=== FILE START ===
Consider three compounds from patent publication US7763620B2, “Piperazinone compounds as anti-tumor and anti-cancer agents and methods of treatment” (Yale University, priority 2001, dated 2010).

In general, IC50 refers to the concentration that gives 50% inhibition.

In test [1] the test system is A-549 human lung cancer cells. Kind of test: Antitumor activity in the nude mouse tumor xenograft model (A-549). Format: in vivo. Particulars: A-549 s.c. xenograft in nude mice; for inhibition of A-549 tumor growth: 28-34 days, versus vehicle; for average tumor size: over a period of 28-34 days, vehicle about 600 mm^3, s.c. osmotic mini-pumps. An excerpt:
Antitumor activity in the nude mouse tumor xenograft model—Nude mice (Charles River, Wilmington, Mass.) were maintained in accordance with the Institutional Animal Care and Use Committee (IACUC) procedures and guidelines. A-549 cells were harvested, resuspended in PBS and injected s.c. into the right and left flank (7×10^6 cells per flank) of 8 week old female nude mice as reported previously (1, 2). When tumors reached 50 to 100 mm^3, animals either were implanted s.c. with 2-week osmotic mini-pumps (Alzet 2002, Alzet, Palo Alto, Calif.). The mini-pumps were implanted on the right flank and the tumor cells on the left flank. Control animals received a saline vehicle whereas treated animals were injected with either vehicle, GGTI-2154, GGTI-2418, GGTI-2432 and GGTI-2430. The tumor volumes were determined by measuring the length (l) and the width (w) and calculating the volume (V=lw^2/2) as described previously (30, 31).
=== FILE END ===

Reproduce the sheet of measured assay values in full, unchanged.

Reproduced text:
Consider three compounds from patent publication US7763620B2, “Piperazinone compounds as anti-tumor and anti-cancer agents and methods of treatment” (Yale University, priority 2001, dated 2010).

In general, IC50 refers to the concentration that gives 50% inhibition.

In test [1] the test system is A-549 human lung cancer cells. Kind of test: Antitumor activity in the nude mouse tumor xenograft model (A-549). Format: in vivo. Particulars: A-549 s.c. xenograft in nude mice; for inhibition of A-549 tumor growth: 28-34 days, versus vehicle; for average tumor size: over a period of 28-34 days, vehicle about 600 mm^3, s.c. osmotic mini-pumps. An excerpt:
Antitumor activity in the nude mouse tumor xenograft model—Nude mice (Charles River, Wilmington, Mass.) were maintained in accordance with the Institutional Animal Care and Use Committee (IACUC) procedures and guidelines. A-549 cells were harvested, resuspended in PBS and injected s.c. into the right and left flank (7×10^6 cells per flank) of 8 week old female nude mice as reported previously (1, 2). When tumors reached 50 to 100 mm^3, animals either were implanted s.c. with 2-week osmotic mini-pumps (Alzet 2002, Alzet, Palo Alto, Calif.). The mini-pumps were implanted on the right flank and the tumor cells on the left flank. Control animals received a saline vehicle whereas treated animals were injected with either vehicle, GGTI-2154, GGTI-2418, GGTI-2432 and GGTI-2430. The tumor volumes were determined by measuring the length (l) and the width (w) and calculating the volume (V=lw^2/2) as described previously (30, 31).